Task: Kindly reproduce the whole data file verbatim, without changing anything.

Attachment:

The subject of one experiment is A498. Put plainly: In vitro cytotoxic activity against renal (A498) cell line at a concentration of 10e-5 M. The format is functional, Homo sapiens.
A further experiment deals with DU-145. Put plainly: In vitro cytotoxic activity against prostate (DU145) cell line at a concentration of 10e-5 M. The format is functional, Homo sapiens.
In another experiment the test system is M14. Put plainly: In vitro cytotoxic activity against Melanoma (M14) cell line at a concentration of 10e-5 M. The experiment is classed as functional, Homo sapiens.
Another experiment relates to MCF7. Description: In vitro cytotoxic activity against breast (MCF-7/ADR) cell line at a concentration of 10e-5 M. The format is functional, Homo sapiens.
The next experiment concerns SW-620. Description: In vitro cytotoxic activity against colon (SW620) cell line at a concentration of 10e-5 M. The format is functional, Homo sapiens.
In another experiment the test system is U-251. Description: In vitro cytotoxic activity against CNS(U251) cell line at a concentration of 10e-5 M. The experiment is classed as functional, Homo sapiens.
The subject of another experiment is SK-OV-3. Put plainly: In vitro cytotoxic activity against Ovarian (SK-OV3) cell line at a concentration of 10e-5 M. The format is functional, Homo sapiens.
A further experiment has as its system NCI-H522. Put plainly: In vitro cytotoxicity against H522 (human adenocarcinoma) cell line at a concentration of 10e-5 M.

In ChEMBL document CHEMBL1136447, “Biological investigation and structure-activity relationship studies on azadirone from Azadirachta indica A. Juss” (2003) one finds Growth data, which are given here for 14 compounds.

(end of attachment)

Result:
The subject of one experiment is A498. Put plainly: In vitro cytotoxic activity against renal (A498) cell line at a concentration of 10e-5 M. The format is functional, Homo sapiens.
A further experiment deals with DU-145. Put plainly: In vitro cytotoxic activity against prostate (DU145) cell line at a concentration of 10e-5 M. The format is functional, Homo sapiens.
In another experiment the test system is M14. Put plainly: In vitro cytotoxic activity against Melanoma (M14) cell line at a concentration of 10e-5 M. The experiment is classed as functional, Homo sapiens.
Another experiment relates to MCF7. Description: In vitro cytotoxic activity against breast (MCF-7/ADR) cell line at a concentration of 10e-5 M. The format is functional, Homo sapiens.
The next experiment concerns SW-620. Description: In vitro cytotoxic activity against colon (SW620) cell line at a concentration of 10e-5 M. The format is functional, Homo sapiens.
In another experiment the test system is U-251. Description: In vitro cytotoxic activity against CNS(U251) cell line at a concentration of 10e-5 M. The experiment is classed as functional, Homo sapiens.
The subject of another experiment is SK-OV-3. Put plainly: In vitro cytotoxic activity against Ovarian (SK-OV3) cell line at a concentration of 10e-5 M. The format is functional, Homo sapiens.
A further experiment has as its system NCI-H522. Put plainly: In vitro cytotoxicity against H522 (human adenocarcinoma) cell line at a concentration of 10e-5 M.

In ChEMBL document CHEMBL1136447, “Biological investigation and structure-activity relationship studies on azadirone from Azadirachta indica A. Juss” (2003) one finds Growth data, which are given here for 14 compounds.